Elisa Espinosa and Zach Gronewold hold hands at their wedding reception. Espinosa’s tattoo was customized to complement her dress.

Elisa Espinosa and Zach Gronewold hold hands at their wedding reception last month. Espinosa’s tattoo was customized to complement her dress.

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Something old, something new, something borrowed, something tattooed

Elisa Espinosa of Orland Park thought her open-backed wedding dress was missing . . . something. So she got a tattoo before getting married last month.

In the midst of wedding planning mayhem last summer, Elisa Espinosa checked off a big item on her to-do list: She finally found her dress.

But something seemed to be missing. The dress had a wide-open back, and Espinosa thought it looked plain that way. Some people might have chosen jewelry or other accessories in that situation. Espinosa decided what she needed to set off that space was something else — a tattoo.

“I already had the dress, but it felt like the tattoo was the surest I had been,” says Espinosa, 27.

Espinosa met her now-husband Zach Gronewold when they were in a Spanish class at Valparaiso University in Indiana in 2014.

Elisa Espinosa and Zach Gronewold met at Valparaiso University. They were married this summer.

Elisa Espinosa and Zach Gronewold met at Valparaiso University. They were married this summer.

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One day, she was late to class, “so she was stuck sitting next to me,” says Gronewold, 28, a lawyer who works for the Atkore manufacturing company.

Six years later, at Morton Arboretum in Lisle, Gronewold proposed.

And so began the wedding planning that Espinosa added one unusual item to: Get a “statement piece” tattoo to complement her dress.

Espinosa, a student activities coordinator at Midwestern University, stumbled upon Humboldt Park tattoo artist Sydne Barard on social media. Drawn to her “whimsical doodles” and incorporation of nature in body art, she sent Barard a photo of her wedding dress and made an appointment for a freehand tattoo.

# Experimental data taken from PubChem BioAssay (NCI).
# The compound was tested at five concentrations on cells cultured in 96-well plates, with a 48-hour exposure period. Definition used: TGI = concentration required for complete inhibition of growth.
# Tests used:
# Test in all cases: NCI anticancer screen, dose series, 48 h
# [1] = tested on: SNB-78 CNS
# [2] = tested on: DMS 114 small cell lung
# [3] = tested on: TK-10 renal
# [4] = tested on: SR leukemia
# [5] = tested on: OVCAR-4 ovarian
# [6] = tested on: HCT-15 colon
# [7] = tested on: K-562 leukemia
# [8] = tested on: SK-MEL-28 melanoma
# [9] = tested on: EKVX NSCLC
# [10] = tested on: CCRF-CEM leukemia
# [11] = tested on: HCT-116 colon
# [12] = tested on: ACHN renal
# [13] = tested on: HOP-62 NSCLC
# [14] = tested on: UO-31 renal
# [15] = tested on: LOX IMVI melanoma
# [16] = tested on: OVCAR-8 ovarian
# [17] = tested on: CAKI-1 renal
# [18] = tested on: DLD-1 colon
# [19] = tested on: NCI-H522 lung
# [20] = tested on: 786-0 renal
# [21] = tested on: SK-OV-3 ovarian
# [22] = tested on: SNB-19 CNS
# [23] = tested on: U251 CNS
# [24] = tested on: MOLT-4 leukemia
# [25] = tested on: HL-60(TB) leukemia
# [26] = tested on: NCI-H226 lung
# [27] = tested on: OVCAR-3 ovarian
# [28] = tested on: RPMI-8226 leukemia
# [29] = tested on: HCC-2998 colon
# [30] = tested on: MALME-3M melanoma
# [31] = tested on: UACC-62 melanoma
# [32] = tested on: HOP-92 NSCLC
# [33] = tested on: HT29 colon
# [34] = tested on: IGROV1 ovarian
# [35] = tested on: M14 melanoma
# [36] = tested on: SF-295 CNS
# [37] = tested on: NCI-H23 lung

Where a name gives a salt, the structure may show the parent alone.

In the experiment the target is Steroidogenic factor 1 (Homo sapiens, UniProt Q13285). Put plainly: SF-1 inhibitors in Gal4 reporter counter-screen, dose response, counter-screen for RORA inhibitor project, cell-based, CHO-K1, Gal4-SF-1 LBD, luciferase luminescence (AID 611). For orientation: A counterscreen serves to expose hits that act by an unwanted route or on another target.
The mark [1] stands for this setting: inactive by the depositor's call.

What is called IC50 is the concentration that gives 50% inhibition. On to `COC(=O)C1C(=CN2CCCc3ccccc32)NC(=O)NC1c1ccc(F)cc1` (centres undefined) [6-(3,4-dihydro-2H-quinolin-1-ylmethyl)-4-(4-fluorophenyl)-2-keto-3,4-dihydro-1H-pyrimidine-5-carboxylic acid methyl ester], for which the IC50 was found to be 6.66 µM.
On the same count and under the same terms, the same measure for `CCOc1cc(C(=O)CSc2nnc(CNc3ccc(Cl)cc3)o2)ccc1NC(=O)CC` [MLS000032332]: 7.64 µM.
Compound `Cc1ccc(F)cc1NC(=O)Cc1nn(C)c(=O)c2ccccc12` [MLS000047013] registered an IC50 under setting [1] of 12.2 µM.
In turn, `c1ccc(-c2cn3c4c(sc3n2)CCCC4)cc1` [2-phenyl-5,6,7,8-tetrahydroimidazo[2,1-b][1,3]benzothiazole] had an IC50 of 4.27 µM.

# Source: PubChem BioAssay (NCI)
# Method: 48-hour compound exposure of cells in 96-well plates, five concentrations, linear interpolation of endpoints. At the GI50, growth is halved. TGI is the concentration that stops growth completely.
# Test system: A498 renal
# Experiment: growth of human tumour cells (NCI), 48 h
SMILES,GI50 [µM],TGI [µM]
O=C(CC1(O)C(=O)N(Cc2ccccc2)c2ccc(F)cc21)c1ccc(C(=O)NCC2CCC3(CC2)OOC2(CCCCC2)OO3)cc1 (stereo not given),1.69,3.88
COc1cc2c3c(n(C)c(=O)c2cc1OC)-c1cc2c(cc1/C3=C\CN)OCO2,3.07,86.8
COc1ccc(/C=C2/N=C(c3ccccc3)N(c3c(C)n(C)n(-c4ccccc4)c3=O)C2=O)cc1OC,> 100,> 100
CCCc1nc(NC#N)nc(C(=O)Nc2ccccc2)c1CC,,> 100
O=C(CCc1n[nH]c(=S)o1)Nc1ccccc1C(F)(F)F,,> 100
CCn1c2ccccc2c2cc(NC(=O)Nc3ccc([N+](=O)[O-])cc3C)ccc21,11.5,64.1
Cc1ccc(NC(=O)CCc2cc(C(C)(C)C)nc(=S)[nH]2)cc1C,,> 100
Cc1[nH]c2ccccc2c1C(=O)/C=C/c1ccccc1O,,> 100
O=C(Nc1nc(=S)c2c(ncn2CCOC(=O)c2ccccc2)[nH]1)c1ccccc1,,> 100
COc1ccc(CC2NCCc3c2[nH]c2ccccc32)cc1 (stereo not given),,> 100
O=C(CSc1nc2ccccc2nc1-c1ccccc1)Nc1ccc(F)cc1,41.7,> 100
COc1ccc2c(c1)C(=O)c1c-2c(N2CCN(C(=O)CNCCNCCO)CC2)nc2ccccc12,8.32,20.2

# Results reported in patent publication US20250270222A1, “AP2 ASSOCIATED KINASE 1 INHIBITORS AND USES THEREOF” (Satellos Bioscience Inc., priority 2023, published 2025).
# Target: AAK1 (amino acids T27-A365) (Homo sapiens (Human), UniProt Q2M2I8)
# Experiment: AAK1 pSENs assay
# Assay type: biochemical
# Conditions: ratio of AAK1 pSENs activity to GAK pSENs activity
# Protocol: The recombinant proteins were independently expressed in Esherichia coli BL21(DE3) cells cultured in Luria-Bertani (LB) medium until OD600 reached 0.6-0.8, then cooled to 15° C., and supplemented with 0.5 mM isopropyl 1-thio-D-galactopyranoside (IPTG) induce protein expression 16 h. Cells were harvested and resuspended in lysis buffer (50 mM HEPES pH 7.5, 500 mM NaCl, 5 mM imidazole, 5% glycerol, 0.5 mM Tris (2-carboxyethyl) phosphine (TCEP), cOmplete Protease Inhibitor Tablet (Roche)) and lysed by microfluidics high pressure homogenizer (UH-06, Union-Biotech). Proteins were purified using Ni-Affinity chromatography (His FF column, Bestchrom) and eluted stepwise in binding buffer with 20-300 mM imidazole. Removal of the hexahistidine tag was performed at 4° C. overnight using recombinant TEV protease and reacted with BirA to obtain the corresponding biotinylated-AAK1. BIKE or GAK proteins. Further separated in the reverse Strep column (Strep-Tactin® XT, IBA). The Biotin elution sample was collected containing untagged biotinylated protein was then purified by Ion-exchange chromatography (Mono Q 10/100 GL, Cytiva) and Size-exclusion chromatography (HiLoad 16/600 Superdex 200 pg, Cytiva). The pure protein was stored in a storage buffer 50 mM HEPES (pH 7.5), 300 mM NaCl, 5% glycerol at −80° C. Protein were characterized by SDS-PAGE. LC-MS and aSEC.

Barard, 26, creates tattoos part-time while working for Capital One in human resources and marketing. She’s long been interested in art and, when she was younger, thought about becoming a tattoo artist “in another life.”

Tattoo artist Sydne Barard is all smiles as she stands beside the tattoo she did for Elisa Espinosa.

Tattoo artist Sydne Barard is all smiles as she stands beside the tattoo she did for Elisa Espinosa.

Owen Ziliak / Sun-Times

Eventually, Barard says she decided: “Why not this life?”

After practicing on herself — her thighs are covered in her early work — and connecting with Chicago’s self-taught tattoo artist community, she began working as a tattoo artist in 2020.

By the time of Espinosa’s appointment in January, Barard was accustomed to using freehand style — when artists don’t use a stencil but sketch the design directly on the skin in Sharpie before etching it permanently in tattoo ink.

But Barard still felt the pressure. This tattoo, after all, was going to be showcased at a wedding.

For Espinosa, walking in to her tattoo studio was a symbol of the “magnitude of the moment.”

Barard drafted an idea on Espinosa’s back. But they scrapped that design, and Barard went back to the drawing board, which she documented on TikTok.

The second option — featuring vines, leaves, a few sparkles and a flower — proved to be a winner.

On July 7, Espinosa and Gronewold got married in Galena, his hometown, near the Iowa border. They danced a choreographed routine to Kat and Alex’s “I Want it All — Spanglish Version” and honored Espinosa’s Mexican heritage, for instance by including clay jugs, cantaritos, as centerpieces.

Elisa Espinosa and Zach Gronewold dance at their wedding reception in July.

Elisa Espinosa and Zach Gronewold dance at their wedding reception in July.

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All through her wedding night, the tattoo was a big attraction. Bridesmaids fawned over the piece, Espinosa says. And other tattooed friends appreciated the artistry.

“I didn’t want to wear my veil after the ceremony because I wanted everyone to see it,” Espinosa says.

Listening to her talk about that night, Barard gets a little emotional.

“It’s like my artwork lives on,” she says.

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